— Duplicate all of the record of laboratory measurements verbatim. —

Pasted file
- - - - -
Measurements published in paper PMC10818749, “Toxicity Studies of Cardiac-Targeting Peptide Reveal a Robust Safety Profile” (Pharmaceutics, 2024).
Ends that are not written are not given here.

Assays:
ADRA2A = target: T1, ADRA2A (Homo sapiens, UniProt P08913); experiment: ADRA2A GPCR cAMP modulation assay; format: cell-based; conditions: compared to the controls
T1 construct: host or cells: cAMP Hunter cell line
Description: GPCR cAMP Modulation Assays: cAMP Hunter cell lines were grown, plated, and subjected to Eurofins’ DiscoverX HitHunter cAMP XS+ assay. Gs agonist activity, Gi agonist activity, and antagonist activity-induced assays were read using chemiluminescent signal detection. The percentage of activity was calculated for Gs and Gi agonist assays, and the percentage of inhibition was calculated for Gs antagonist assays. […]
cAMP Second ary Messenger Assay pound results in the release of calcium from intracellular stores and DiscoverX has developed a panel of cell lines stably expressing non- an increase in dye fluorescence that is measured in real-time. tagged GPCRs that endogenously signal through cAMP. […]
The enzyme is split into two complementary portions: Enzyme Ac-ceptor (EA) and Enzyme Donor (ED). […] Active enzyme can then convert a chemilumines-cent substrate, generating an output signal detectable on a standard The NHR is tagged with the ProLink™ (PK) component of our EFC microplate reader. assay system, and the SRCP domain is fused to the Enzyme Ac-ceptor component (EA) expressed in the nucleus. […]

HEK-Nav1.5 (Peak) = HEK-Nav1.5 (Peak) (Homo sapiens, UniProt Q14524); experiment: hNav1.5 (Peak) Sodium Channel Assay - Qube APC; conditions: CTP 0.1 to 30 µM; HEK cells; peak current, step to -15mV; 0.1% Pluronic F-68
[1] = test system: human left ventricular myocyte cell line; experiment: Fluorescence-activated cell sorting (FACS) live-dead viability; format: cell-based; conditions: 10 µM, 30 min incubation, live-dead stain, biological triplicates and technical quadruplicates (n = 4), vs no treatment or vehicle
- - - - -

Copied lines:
Measurements published in paper PMC10818749, “Toxicity Studies of Cardiac-Targeting Peptide Reveal a Robust Safety Profile” (Pharmaceutics, 2024).
Ends that are not written are not given here.

Assays:
ADRA2A = target: T1, ADRA2A (Homo sapiens, UniProt P08913); experiment: ADRA2A GPCR cAMP modulation assay; format: cell-based; conditions: compared to the controls
T1 construct: host or cells: cAMP Hunter cell line
Description: GPCR cAMP Modulation Assays: cAMP Hunter cell lines were grown, plated, and subjected to Eurofins’ DiscoverX HitHunter cAMP XS+ assay. Gs agonist activity, Gi agonist activity, and antagonist activity-induced assays were read using chemiluminescent signal detection. The percentage of activity was calculated for Gs and Gi agonist assays, and the percentage of inhibition was calculated for Gs antagonist assays. […]
cAMP Second ary Messenger Assay pound results in the release of calcium from intracellular stores and DiscoverX has developed a panel of cell lines stably expressing non- an increase in dye fluorescence that is measured in real-time. tagged GPCRs that endogenously signal through cAMP. […]
The enzyme is split into two complementary portions: Enzyme Ac-ceptor (EA) and Enzyme Donor (ED). […] Active enzyme can then convert a chemilumines-cent substrate, generating an output signal detectable on a standard The NHR is tagged with the ProLink™ (PK) component of our EFC microplate reader. assay system, and the SRCP domain is fused to the Enzyme Ac-ceptor component (EA) expressed in the nucleus. […]

HEK-Nav1.5 (Peak) = HEK-Nav1.5 (Peak) (Homo sapiens, UniProt Q14524); experiment: hNav1.5 (Peak) Sodium Channel Assay - Qube APC; conditions: CTP 0.1 to 30 µM; HEK cells; peak current, step to -15mV; 0.1% Pluronic F-68
[1] = test system: human left ventricular myocyte cell line; experiment: Fluorescence-activated cell sorting (FACS) live-dead viability; format: cell-based; conditions: 10 µM, 30 min incubation, live-dead stain, biological triplicates and technical quadruplicates (n = 4), vs no treatment or vehicle